More from the Fab Four...
'Rare and Unseen: The Beatles' is the latest in a long line of 'scissors and paste' style scrapbook accounts of the early Beatles career on DVD.
'Rare & Unseen' claims to be 'The unofficial account of the biggest band in the world' but does little in the way of defining exactly what the account is about, other than an aggregation of previously unseen clips of the band.
There's a partial attempt to map out the rise of the Fab 4's early career through photos, film clips and a number of smartly edited interviews including some John Lennon comments taken from a 1975 French TV interview. The former Fab 4 press officer Tony Barrow (who provides some enlightening liner notes to the project) proves to be the most lucid voice among a cast list that includes producer Norman Smith, promoter and former tour manger Sam Leach, Allan Williams - the man who gave the Beatles away - also Gerry Marsden, Liverpool contemporary Tony Bramwell and even the Quarrymen's first drummer Colin Hanton.
Refreshingly the project does benefit from some semblance of research as the curious choice of celebs Phil Collins and Steve Harley aside, there are some interesting recollections from former French rock/pop star and former Mrs Johnny Hallyday Sylvie Vartan (spelt Varten on the DVD case) and former Trini Lopez drummer Mickey Jones. Both appeared on the bill with The Beatles at the Olympia in Paris in 1964, the very time when Beatlemania first hit France and just before their Ed Sullivan show appearance in the States.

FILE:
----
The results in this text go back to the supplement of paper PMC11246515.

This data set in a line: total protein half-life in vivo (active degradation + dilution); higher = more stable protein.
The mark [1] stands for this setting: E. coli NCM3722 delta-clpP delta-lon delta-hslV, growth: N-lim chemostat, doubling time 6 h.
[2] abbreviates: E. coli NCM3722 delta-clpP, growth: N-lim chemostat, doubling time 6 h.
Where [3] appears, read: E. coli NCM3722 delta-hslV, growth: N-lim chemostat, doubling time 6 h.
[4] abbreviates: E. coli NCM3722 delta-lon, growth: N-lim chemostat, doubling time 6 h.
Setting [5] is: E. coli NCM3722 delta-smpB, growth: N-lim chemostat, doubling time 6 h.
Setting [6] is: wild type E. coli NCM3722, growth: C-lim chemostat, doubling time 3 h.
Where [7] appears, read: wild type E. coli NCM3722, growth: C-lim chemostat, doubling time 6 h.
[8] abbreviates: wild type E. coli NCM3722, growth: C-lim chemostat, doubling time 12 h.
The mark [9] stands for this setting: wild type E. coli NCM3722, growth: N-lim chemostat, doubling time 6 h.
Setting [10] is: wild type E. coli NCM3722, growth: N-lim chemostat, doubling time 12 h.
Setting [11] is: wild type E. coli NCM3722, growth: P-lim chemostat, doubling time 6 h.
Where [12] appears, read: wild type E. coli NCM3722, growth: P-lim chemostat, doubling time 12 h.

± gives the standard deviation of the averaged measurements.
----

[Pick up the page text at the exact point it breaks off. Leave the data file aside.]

But a few gentle collections aside, there's very little analytical substance here save for Tony Barrow's view that the Beatles split was actually a positive thing as they had done all they could do as a band. But you don't have to go much further than the title to find the real sales pitch of this DVD. And in truth there a few magical moments, most notably Ringo's home movie account of the band's trip to the Channel Islands, the aforementioned footage ofthe Paris Olympia show plus a handful of digitally restored early clips.
Given the obvious premise that any new footage of the Fab 4 will be of interest, this DVD will hold some curiosity value for all fans. And if you can overcome the American introduction of 'The Beadles' and the fact that each segment is interrupted by pauses to advertise the very product you are already watching, then you may wish to purchase. But I suspect that the handful of original clips will not really be enough for the many of us who were hoping for something a little more weighty.
Review by Pete Feenstra